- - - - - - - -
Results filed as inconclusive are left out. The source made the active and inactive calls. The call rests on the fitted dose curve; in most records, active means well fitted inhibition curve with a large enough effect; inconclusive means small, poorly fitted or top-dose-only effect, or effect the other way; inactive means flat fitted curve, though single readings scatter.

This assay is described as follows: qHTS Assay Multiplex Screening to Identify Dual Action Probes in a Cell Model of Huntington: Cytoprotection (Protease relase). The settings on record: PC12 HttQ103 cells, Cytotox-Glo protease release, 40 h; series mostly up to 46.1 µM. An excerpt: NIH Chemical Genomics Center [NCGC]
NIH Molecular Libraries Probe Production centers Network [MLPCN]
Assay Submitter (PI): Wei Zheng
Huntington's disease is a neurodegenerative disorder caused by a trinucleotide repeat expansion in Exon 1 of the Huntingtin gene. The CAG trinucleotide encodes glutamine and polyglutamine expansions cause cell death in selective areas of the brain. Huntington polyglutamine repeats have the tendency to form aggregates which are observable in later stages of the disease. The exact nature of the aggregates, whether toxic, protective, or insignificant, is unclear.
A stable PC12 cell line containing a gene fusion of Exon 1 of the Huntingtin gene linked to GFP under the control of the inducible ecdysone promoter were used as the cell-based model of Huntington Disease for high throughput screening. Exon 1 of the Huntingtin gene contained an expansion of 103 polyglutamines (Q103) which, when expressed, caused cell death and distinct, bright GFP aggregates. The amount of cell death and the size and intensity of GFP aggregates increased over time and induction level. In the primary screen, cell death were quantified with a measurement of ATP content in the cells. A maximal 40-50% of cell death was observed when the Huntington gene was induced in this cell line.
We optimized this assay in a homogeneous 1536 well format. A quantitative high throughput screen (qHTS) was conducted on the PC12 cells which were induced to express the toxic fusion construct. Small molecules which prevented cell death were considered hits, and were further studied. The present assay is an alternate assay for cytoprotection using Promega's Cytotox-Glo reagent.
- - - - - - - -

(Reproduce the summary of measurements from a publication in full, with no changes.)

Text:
Results filed as inconclusive are left out. The source made the active and inactive calls. The call rests on the fitted dose curve; in most records, active means well fitted inhibition curve with a large enough effect; inconclusive means small, poorly fitted or top-dose-only effect, or effect the other way; inactive means flat fitted curve, though single readings scatter.

This assay is described as follows: qHTS Assay Multiplex Screening to Identify Dual Action Probes in a Cell Model of Huntington: Cytoprotection (Protease relase). The settings on record: PC12 HttQ103 cells, Cytotox-Glo protease release, 40 h; series mostly up to 46.1 µM. An excerpt: NIH Chemical Genomics Center [NCGC]
NIH Molecular Libraries Probe Production centers Network [MLPCN]
Assay Submitter (PI): Wei Zheng
Huntington's disease is a neurodegenerative disorder caused by a trinucleotide repeat expansion in Exon 1 of the Huntingtin gene. The CAG trinucleotide encodes glutamine and polyglutamine expansions cause cell death in selective areas of the brain. Huntington polyglutamine repeats have the tendency to form aggregates which are observable in later stages of the disease. The exact nature of the aggregates, whether toxic, protective, or insignificant, is unclear.
A stable PC12 cell line containing a gene fusion of Exon 1 of the Huntingtin gene linked to GFP under the control of the inducible ecdysone promoter were used as the cell-based model of Huntington Disease for high throughput screening. Exon 1 of the Huntingtin gene contained an expansion of 103 polyglutamines (Q103) which, when expressed, caused cell death and distinct, bright GFP aggregates. The amount of cell death and the size and intensity of GFP aggregates increased over time and induction level. In the primary screen, cell death were quantified with a measurement of ATP content in the cells. A maximal 40-50% of cell death was observed when the Huntington gene was induced in this cell line.
We optimized this assay in a homogeneous 1536 well format. A quantitative high throughput screen (qHTS) was conducted on the PC12 cells which were induced to express the toxic fusion construct. Small molecules which prevented cell death were considered hits, and were further studied. The present assay is an alternate assay for cytoprotection using Promega's Cytotox-Glo reagent.